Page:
Agreed about the aliens. But with the unlikely hood of either of us finding each other in the sheer amount of space and the fact humans are very likely to go extinct at some point (we are fragile, the Earth shifts one way or the other and we will probably be wiped out) it's not right up there with my concerns. Hell, we could be wiped out by something we don't even know is there because we can't sense it or don't understand it.

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Re: How much would you pay for the universe?

#7 Post by LateWhiteRabbit » Tue Mar 13, 2012 1:57 am

Auro-Cyanide wrote: But I agree. However I don't think agression equals physical harm. I don't think the agressive way we like to compete and best people physically and mentally is any different from the way we fight wars.
I agree that aggression doesn't equal physical harm. Ultimately aggression is self-serving behavior, placing an individual or group's needs or desires above another person or group. Threatening nuclear attack (waving around a weapon) like in the Cold War is an act of aggression. Taking the last serving of a group dish without asking is an aggressive behavior. (Some would argue that asking if anyone else wants the last serving is aggressive and self-serving also, because social etiquette means no one can speak up without looking bad and the asker knows this, assuring themselves the last serving while maintained social standing - i.e. passive aggression.)
Auro-Cyanide wrote: Physical aggression got us to where we are, doesn't mean it has to be our future. If we can comprehend it, we can change it, it's only behaviour.
A very idealistic thought, but humans have exhibited the same behavior in both pre-historic tribes, enlightened civilization, and even in space. The self-serving aggressive nature of our behavior comes from very basic physiological processes - hunger, fear, lust - and we can't just shut those off. Humans can easily suppress these things when all their wants and needs are satisfied (a near impossibility in itself, as it has been psychologically shown that the mind is hardwired to grow dissatisfied with current fulfillment factors and constantly seek more), but in the absence of societal controls or food, humans easily revert back to "primitive" behaviors.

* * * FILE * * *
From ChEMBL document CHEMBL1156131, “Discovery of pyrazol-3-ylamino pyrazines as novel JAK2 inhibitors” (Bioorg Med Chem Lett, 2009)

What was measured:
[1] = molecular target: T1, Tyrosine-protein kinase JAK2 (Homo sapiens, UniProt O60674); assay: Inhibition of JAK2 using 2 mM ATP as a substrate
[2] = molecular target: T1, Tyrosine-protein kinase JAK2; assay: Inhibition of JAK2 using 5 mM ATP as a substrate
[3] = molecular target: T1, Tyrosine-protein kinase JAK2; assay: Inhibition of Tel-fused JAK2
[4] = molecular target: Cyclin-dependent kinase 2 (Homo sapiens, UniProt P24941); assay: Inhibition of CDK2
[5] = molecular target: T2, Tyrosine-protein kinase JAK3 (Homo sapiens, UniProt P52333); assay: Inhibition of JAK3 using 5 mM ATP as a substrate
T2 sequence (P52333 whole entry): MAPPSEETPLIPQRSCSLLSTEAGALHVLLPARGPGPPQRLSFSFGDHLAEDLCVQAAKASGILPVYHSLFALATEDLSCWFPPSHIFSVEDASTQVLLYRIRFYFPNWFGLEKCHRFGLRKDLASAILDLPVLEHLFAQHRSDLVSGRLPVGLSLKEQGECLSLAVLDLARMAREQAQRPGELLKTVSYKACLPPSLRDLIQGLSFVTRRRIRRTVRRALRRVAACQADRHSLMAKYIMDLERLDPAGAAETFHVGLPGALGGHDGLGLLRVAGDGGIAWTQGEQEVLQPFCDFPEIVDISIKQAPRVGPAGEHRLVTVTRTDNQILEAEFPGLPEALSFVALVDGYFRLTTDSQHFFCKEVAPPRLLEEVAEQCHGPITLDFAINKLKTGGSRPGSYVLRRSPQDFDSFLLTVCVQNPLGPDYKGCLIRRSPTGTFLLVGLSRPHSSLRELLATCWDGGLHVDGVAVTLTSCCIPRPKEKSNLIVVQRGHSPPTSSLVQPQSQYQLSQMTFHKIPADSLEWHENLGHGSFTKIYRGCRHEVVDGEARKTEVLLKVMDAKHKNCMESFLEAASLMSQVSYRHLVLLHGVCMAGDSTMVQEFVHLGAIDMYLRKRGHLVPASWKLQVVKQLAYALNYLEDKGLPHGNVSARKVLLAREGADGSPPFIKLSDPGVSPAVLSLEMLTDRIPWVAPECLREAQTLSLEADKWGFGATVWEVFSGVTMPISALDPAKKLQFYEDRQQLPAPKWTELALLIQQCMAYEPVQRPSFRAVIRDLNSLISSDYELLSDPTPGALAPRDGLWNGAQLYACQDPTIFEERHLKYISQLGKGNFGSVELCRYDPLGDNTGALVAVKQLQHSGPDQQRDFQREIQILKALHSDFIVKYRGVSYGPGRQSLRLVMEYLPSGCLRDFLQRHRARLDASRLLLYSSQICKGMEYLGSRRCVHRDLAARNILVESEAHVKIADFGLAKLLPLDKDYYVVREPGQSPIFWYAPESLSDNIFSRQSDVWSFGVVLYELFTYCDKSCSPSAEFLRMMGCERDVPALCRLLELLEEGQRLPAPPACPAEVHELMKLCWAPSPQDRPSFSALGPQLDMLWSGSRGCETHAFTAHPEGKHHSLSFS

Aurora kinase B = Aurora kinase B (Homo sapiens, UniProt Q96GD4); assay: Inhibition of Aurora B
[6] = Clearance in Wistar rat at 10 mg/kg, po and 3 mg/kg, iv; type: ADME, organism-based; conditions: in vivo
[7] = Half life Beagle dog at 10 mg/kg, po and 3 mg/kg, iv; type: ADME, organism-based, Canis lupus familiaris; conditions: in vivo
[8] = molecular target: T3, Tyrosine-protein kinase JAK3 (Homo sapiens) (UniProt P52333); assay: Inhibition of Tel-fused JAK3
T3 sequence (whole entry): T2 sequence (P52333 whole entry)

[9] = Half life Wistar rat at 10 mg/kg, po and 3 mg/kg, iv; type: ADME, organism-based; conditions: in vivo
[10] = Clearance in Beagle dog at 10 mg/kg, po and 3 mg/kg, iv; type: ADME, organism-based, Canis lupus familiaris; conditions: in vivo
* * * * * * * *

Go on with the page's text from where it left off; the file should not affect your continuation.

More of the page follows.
I've personally been in a starvation situation with a group of people for training. At first, even with little to no food and hunger setting in, people are kind and work together. Scraps of food found are even shared altruistically between friends or groups, even if that means everyone only gets crumbs. This is also self-serving behavior, as homo-sapiens are social animals and we believe cooperation will result in the easier obtainment of food at a later time. However, as starvation continues, people become paranoid and suspicious, only pretending to work together, but looking for opportunities to obtain the most food for themselves. People that once seemed a benefit for obtaining food now become a liability or an impediment. If it goes on long enough, violence breaks out as a method of survival. I experienced it myself, and shamefully, but the "lizard" part of your brain takes over and screams that your survival depends on aggression against this other "animal". This meant that even when I and my friend discovered food that would be sufficient for BOTH of us, we fought over it physically for full possession, because our base animal behavior had taken over to ensure survival. I believe this is a built in process - brain activity and higher thought consume a lot of energy, and when the body is facing shortages, non-essential brain activity related to morals, philosophy, or math are suppressed.

I don't think humanity will ever break free of our aggression. It is too tied up in who and what we are. As you pointed out, our competitive natures stem from aggression. Aggression is how we survive, how we compete for love, how we protect what we love. Becoming more sophisticated means we just find other ways and reasons to be aggressive. Behavior is the sum-total of what it means to be human - we can channel its expression in different directions, but we can never change its fundamental nature.

The self-serving nature of humanity is why it is so hard for us to fund space research and colonization, because as PyTom pointed out, it is unlikely to directly be of great benefit to US, only to future humans yet unborn. It is laying the groundwork and altruistically spending your own time and money for a future you will never personally see.
Auro-Cyanide wrote: Agreed about the aliens. But with the unlikely hood of either of us finding each other in the sheer amount of space and the fact humans are very likely to go extinct at some point (we are fragile, the Earth shifts one way or the other and we will probably be wiped out) it's not right up there with my concerns. Hell, we could be wiped out by something we don't even know is there because we can't sense it or don't understand it.
If you believe in the singularity, it is possible our creation of intelligent life - AIs - will do us in. If Stephen Hawking is right and true intelligence cannot exist without being aggressive and self-serving, then the synthetic minds we birth may out compete us. Maybe the alien threat that brings humanity together against a common enemy will be one of our own creation.